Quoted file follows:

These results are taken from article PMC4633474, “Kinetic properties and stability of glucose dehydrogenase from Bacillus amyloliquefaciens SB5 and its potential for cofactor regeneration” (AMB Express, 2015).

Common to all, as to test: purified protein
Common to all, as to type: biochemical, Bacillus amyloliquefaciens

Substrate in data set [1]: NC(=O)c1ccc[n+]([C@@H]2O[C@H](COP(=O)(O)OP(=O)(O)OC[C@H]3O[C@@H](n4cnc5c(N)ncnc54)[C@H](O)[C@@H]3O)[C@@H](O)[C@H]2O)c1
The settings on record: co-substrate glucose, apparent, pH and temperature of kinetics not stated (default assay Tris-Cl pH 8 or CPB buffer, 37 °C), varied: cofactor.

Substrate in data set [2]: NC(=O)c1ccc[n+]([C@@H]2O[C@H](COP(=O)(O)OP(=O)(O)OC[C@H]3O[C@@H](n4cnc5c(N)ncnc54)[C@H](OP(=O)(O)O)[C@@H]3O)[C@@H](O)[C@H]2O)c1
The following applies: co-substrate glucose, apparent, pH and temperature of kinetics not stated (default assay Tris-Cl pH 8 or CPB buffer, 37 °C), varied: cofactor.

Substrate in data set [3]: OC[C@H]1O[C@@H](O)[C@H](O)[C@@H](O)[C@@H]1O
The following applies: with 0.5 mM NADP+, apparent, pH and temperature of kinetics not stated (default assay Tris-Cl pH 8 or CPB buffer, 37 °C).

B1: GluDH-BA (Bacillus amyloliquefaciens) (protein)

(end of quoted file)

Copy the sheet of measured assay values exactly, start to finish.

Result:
These results are taken from article PMC4633474, “Kinetic properties and stability of glucose dehydrogenase from Bacillus amyloliquefaciens SB5 and its potential for cofactor regeneration” (AMB Express, 2015).

Common to all, as to test: purified protein
Common to all, as to type: biochemical, Bacillus amyloliquefaciens

Substrate in data set [1]: NC(=O)c1ccc[n+]([C@@H]2O[C@H](COP(=O)(O)OP(=O)(O)OC[C@H]3O[C@@H](n4cnc5c(N)ncnc54)[C@H](O)[C@@H]3O)[C@@H](O)[C@H]2O)c1
The settings on record: co-substrate glucose, apparent, pH and temperature of kinetics not stated (default assay Tris-Cl pH 8 or CPB buffer, 37 °C), varied: cofactor.

Substrate in data set [2]: NC(=O)c1ccc[n+]([C@@H]2O[C@H](COP(=O)(O)OP(=O)(O)OC[C@H]3O[C@@H](n4cnc5c(N)ncnc54)[C@H](OP(=O)(O)O)[C@@H]3O)[C@@H](O)[C@H]2O)c1
The following applies: co-substrate glucose, apparent, pH and temperature of kinetics not stated (default assay Tris-Cl pH 8 or CPB buffer, 37 °C), varied: cofactor.

Substrate in data set [3]: OC[C@H]1O[C@@H](O)[C@H](O)[C@@H](O)[C@@H]1O
The following applies: with 0.5 mM NADP+, apparent, pH and temperature of kinetics not stated (default assay Tris-Cl pH 8 or CPB buffer, 37 °C).

B1: GluDH-BA (Bacillus amyloliquefaciens) (protein)